Marius - I don't know how you do it. Another great post.

    I firmly believe that Wilander is among the most astute observers of tennis around nowdays. Any chance you have to see/hear him (read: last year's USO or the recently-concluded AO) and my goodness can the guy take apart a players' game.

    Hail Mats!

  4. davey25

    davey25 Banned

    Oct 5, 2004
    Ottawa, Ontario, Canada
    I dont understand Mats Wilander saying 30 weeks is too much for both Federer and Roche. Doesnt it make more sense to work together for 30 weeks rather than 10 when you have a coach? I dont understand that philosophy.
  5. rlbjr

    rlbjr Rookie

    Mar 3, 2004
    Federer couldn't get Roche for 30wks. Probably was lucky to get him for the ten. Roche simply doesn't want or need a full time traveling job again.
  6. Matt H.

    Matt H. Professional

    Feb 19, 2004
    I've learned to just shut-up and not question Wilander.

    He was interviewed before the Roddick/Johansson match and was talking about how Pim Pim was going to win.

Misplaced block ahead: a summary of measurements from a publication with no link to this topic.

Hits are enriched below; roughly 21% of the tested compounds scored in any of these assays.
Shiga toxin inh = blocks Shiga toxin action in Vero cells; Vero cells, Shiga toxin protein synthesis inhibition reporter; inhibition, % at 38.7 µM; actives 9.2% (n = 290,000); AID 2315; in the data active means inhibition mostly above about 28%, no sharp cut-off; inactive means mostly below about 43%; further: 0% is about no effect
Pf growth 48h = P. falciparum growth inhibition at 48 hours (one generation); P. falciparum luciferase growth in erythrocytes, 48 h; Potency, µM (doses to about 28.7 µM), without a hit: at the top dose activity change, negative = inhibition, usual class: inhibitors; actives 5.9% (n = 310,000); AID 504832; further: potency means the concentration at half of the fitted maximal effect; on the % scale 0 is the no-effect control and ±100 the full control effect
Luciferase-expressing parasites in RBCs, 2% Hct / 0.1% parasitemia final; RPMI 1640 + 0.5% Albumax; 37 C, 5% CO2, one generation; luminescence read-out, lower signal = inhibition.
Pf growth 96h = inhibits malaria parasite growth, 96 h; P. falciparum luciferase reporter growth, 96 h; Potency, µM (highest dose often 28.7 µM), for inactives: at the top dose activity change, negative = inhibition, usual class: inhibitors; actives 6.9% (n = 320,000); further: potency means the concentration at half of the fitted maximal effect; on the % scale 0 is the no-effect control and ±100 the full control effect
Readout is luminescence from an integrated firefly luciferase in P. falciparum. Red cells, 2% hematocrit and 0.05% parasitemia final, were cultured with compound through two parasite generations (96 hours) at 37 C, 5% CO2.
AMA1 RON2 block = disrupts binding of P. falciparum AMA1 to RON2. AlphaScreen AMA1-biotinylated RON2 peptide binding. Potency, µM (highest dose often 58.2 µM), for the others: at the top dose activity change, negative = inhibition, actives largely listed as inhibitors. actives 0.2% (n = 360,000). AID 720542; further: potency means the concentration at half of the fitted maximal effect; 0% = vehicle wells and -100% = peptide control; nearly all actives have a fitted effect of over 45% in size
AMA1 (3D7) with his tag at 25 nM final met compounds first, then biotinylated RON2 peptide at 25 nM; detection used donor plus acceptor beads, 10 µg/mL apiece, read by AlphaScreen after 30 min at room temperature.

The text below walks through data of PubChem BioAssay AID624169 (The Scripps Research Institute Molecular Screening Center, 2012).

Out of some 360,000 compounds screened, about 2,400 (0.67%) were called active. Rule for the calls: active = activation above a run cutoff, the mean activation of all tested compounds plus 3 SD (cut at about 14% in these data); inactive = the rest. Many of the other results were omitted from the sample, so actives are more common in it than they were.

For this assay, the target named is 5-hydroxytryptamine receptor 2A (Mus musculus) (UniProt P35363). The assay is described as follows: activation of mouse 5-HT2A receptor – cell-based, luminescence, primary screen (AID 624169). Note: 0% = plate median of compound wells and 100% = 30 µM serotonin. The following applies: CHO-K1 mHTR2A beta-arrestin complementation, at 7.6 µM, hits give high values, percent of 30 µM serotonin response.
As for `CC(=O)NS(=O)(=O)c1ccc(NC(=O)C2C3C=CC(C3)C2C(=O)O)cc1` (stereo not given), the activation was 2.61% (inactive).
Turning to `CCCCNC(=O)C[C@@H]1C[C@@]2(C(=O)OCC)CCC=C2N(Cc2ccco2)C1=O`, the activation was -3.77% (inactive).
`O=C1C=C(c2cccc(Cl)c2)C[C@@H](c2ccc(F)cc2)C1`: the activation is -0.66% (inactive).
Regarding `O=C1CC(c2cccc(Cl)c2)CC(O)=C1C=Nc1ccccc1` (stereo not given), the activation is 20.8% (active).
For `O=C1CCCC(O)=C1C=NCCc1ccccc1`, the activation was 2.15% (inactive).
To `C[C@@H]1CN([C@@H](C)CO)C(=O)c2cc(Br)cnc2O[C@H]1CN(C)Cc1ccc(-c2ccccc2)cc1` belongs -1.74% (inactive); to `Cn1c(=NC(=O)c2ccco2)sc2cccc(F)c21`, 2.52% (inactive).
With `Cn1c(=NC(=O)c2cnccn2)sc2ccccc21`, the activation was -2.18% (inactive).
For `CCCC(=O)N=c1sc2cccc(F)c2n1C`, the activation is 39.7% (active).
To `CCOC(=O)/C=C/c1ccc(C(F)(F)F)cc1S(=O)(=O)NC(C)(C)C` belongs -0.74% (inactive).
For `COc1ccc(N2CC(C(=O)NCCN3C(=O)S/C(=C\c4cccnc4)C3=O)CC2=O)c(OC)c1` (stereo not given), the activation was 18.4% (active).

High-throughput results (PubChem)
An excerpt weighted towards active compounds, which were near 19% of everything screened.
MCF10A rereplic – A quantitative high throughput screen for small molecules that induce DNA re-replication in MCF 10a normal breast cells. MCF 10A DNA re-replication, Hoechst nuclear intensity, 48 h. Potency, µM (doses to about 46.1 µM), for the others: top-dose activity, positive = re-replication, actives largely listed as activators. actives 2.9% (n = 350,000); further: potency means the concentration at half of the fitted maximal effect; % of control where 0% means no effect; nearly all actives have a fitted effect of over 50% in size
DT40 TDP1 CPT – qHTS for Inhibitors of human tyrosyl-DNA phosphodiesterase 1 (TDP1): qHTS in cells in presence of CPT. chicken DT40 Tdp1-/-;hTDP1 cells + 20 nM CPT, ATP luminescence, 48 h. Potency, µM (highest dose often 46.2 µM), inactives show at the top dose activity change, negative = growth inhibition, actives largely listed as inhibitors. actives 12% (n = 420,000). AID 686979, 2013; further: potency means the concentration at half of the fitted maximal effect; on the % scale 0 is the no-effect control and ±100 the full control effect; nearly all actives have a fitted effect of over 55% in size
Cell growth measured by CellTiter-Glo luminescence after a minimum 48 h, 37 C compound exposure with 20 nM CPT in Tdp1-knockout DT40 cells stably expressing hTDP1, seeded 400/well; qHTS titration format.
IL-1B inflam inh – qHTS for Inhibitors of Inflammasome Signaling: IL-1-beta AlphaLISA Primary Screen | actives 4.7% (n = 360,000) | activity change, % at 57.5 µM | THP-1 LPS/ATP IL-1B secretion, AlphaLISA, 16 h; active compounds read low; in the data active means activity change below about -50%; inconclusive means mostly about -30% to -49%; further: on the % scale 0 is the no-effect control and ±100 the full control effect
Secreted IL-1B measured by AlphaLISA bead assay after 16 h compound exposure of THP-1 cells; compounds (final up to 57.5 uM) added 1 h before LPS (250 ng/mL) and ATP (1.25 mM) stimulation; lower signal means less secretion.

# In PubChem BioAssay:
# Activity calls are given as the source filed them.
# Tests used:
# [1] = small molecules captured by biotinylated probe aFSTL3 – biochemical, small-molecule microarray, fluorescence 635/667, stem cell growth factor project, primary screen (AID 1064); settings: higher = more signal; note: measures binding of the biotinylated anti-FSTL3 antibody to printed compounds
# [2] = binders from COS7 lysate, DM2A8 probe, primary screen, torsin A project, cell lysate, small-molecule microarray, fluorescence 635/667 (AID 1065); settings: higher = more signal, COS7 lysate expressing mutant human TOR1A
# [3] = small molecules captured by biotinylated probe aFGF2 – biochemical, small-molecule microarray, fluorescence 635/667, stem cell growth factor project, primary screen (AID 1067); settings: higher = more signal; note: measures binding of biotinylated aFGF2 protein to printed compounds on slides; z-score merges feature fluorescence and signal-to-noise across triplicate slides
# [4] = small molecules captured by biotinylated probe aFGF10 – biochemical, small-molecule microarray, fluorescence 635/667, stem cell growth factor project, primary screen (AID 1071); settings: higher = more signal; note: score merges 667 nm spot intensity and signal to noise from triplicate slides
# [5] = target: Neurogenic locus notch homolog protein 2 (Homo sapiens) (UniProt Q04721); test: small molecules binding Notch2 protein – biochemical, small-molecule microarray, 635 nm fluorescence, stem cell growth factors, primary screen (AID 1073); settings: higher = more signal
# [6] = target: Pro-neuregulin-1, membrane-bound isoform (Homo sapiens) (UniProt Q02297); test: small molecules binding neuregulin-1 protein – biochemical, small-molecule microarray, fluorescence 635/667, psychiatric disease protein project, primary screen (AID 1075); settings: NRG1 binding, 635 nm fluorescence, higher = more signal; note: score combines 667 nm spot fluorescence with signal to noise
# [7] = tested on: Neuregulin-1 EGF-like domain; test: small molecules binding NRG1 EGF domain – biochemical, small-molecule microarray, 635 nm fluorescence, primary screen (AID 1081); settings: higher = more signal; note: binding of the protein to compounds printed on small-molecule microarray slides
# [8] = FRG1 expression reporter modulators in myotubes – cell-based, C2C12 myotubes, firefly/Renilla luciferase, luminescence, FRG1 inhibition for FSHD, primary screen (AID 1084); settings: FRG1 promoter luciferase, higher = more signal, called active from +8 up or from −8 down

He was interviewed during the Agassi/Federer match at this year's Aussie and talked about how Safin would be the man to stop him.

    He was right on just about everything he pointed out in both interviews. I thought his mind was chemically altered at the time, but he shut me (and a lot of other people) up. LOL
  7. swedechris

    swedechris Banned

    Dec 3, 2004
    mr mats

    chemically altered or not.. he is a wiseguy 4 sure in a positive way .. i think mats strength always was , as a player and a coach / observer of the game , to really 'see' it.
    he is a very clever guy and he can see what is going on in a match or in a players game and mind. that brought him his success on the court. he anticipated so well and used his wheels and the power of his opponent so well . plus he made player feel awkward out there.. rememember vilas in 81 paris final and connors 84 d.c fnal .. both albeit on clay , but still..
    uncanny deception and feel too at the net once he went for it.
    here in sweden one could not have a┬┤better d.c. captain .. watch the swedes do very very well in d.c this year ..
    the us team must learn form the swedes to be a team not a spoilt brat show.
  8. @wright

    @wright Hall of Fame

    Feb 19, 2004
    Wilander is a great student of the game for sure.
  9. alienhamster

    alienhamster Hall of Fame

    Mar 16, 2004
    I really liked his take on the French Open, b/c he's sorta right: as much as we all play up how hard it is to win (b/c of all the clay-court specialists), you could also argue that it's easier since you won't get blown off the court by the top guys with big weapons.